Menorah Medical Center
May 31, 2013

Peg Wisner, APRN, AOCN is an oncology clinical nurse specialist and cancer liaison at Menorah Medical Center.

by Linda Friedel | Reprinted courtesy of KC Nursing News

Patients sit up and take note of lettering on nurse’s badge more than ever today, say area nursing leaders. Credentialing signals safety and expertise.

“Certifications are important in nursing in a lot of ways,” said Shawn Zembles, RN, DNP, CCRN, ACNS-BC of St. Mary’s Medical Center. “First off, there is an element of public protecting. There has been a number of studies that certified nurses are more safety-conscious.”

All hospitals are tracking fall rates, Zembles said. It’s a national goal to reduce patient falls while patients are in the hospital, he said. Certified nurses have additional training and experience which non-certified nurses do not have, Zembles said, and that translates to better safety.

“Certified nurses have lower fall rates than non-certified,” he said. “We know that our patient outcomes are better.”

Certification governing bodies require one to two years of experience in a specialty before a nurse can sit for a certification exam, he said.

“We tend to see nurses who are in specialty areas have the opportunity to be certified,” Zembles said. “There are a lot of certifying exams out there for nurses.”

In the emergency department, for example, nurses must have a year of experience to sit for the emergency nurse exam. The exam is sponsored by the Emergency Nurses Association, he said.

“That measures a body of knowledge that addresses all areas of emergency nursing,” Zembles said. “It confirms that that nurse with the certification has the experience and level of knowledge expected for that exam.”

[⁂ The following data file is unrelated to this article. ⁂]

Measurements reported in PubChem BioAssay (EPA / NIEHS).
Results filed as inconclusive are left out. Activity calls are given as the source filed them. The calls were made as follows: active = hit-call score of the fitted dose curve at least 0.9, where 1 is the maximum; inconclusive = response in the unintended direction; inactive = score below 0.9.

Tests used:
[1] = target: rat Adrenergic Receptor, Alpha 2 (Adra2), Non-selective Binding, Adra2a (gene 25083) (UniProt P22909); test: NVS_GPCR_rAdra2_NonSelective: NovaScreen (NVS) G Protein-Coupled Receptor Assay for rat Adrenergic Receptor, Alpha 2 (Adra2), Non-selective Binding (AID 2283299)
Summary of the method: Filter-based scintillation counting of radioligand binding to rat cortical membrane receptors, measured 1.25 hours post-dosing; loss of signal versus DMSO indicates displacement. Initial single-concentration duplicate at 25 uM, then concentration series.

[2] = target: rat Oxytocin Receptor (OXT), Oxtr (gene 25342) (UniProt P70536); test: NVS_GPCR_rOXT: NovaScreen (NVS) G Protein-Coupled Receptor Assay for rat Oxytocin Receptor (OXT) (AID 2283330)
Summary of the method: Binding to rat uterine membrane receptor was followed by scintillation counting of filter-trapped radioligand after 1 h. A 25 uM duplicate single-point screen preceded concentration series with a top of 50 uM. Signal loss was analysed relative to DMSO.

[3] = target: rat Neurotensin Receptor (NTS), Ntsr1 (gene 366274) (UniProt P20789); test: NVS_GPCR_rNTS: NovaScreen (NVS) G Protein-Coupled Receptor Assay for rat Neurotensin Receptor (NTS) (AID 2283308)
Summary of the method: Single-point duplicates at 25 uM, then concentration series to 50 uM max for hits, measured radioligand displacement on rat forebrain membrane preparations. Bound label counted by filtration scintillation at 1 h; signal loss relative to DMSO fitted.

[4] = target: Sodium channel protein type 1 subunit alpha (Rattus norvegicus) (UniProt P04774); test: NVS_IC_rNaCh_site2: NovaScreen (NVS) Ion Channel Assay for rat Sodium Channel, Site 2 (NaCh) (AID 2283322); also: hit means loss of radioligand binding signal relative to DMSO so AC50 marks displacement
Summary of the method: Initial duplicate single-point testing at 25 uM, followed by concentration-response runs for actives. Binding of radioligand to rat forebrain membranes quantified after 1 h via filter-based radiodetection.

At least 50 certifications are available for nursing specialty areas, Zembles said. Intensive Care, medical-surgical, OBGYN and neuroscience are examples of specialties eligible for certification, he said. Most certifications are valid for four years, he said.

“It validates a level of knowledge and level of experience for nurses,” he said.

During his two decades of nursing, Zembles says he has seen a rise in certifications.

At St. Mary’s Medical Center 21 percent of the nursing force is nationally certified, he said. As part of its strategic planning, St. Mary’s goal is to increase certifications by 10 percent each year, he said. A peer mentoring process has helped to foster certifications, he said.

“We have been able to meet or exceed that goal in the last three years,” he said. “We’re seeing that growth in all our nursing services. We’re seeing it in all departments.”